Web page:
T-Mobile will not move forward in negotiations with Iliad, the French-based telecom company that has made a $15 billion bid for the wireless carrier.
The WSJ is reporting that the Bellevue, Wash.-based carrier will not make its books available to Iliad, and will be turning down its proposal to buy 56.6 percent of the company, according to sources familiar with the deal.
Similarly, Bloomberg is reporting that T-Mobile is planning to reject the bid because Deutsche Telekom, which owns 67 percent of T-Mobile, does not believe it is not attractive enough. That puts pressure on French telecom company, which was founded by billionaire Xavier Niel, to raise its offer.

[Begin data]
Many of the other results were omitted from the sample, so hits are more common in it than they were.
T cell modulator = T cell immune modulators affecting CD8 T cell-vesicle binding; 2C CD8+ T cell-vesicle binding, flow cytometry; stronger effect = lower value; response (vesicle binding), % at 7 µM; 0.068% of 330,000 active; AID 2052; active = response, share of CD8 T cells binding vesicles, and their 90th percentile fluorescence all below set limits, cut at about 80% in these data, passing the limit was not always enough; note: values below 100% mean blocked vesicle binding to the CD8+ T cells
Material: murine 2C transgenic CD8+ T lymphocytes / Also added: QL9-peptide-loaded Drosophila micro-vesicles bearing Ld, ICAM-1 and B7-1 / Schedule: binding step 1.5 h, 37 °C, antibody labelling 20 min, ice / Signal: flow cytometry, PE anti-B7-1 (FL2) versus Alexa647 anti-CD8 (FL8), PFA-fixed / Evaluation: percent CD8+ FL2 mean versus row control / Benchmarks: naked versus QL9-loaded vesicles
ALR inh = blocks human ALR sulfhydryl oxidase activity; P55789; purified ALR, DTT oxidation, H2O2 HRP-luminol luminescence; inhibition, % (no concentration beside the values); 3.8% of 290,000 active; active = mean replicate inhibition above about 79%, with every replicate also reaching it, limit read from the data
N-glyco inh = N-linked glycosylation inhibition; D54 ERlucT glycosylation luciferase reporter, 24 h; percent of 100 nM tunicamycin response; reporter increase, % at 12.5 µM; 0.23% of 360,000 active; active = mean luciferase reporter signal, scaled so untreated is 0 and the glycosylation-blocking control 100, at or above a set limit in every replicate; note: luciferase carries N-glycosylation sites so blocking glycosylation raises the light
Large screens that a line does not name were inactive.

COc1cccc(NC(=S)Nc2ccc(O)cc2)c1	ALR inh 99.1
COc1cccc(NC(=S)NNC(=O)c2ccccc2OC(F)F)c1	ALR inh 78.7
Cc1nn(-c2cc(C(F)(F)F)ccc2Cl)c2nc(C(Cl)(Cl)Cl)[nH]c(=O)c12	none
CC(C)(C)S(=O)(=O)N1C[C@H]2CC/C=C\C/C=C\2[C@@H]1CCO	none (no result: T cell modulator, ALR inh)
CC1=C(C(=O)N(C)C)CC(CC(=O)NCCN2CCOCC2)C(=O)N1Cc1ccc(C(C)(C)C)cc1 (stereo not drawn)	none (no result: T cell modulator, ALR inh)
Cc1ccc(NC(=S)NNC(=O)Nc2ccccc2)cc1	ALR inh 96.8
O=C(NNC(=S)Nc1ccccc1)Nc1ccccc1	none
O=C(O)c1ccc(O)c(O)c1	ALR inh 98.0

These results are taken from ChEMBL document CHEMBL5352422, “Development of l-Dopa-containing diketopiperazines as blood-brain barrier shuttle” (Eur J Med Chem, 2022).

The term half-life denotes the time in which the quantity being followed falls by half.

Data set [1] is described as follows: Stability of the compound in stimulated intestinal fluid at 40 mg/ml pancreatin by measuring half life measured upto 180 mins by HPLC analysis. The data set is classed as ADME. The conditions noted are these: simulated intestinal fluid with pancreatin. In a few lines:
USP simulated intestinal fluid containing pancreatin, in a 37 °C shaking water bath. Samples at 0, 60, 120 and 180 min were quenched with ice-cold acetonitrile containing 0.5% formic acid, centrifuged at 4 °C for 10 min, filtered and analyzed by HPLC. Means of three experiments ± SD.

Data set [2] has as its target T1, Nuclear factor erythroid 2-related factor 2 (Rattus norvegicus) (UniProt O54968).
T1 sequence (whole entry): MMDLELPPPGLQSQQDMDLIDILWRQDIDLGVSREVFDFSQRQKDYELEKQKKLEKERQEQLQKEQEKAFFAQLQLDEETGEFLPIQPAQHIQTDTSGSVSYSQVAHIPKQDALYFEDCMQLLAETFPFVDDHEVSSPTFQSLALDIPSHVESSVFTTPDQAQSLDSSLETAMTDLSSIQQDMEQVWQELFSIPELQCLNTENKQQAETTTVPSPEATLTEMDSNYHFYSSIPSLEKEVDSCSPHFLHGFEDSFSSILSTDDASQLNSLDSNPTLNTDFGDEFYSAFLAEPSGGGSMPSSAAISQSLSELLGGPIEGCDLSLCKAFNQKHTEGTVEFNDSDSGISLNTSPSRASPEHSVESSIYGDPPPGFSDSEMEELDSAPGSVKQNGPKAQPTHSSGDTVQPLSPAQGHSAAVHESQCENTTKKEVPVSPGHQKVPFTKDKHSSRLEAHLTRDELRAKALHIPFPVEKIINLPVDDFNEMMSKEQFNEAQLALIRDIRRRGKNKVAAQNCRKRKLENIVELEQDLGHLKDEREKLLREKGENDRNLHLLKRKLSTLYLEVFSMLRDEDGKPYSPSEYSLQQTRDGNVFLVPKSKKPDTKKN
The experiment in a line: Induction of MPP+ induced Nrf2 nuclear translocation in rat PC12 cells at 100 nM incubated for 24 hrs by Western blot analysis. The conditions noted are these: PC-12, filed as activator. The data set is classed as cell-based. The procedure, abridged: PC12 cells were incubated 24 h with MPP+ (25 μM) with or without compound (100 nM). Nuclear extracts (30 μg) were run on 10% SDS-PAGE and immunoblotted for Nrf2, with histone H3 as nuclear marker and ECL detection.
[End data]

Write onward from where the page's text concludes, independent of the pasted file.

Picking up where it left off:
In response to an email seeking comment, a T-Mobile spokeswoman referred to a document filed with the Securities & Exchange Commission last Thursday that confirmed that it had received a proposal from Iliad, but had no further comment.
Reports that T-Mobile plans to reject the offer falls inline with the case that analysts have started to make that T-Mobile has everything to gain by holding off on a merger.
At the minimum, it appears that T-Mobile is willing to delay a decision in hopes of getting a richer offer from Iliad.
Illiad’s bid, which was made publicly on July 31, is inferior to the offer that Sprint is reportedly prepared to make. Sprint, which is controlled by Japan’s SoftBank, is said to be close to offering $40 a share, although the deal would face intense regulatory scrutiny.
After word that it was rejecting the offer, T-Mobile’s shares are trading 55 cents higher to $34.37 a share.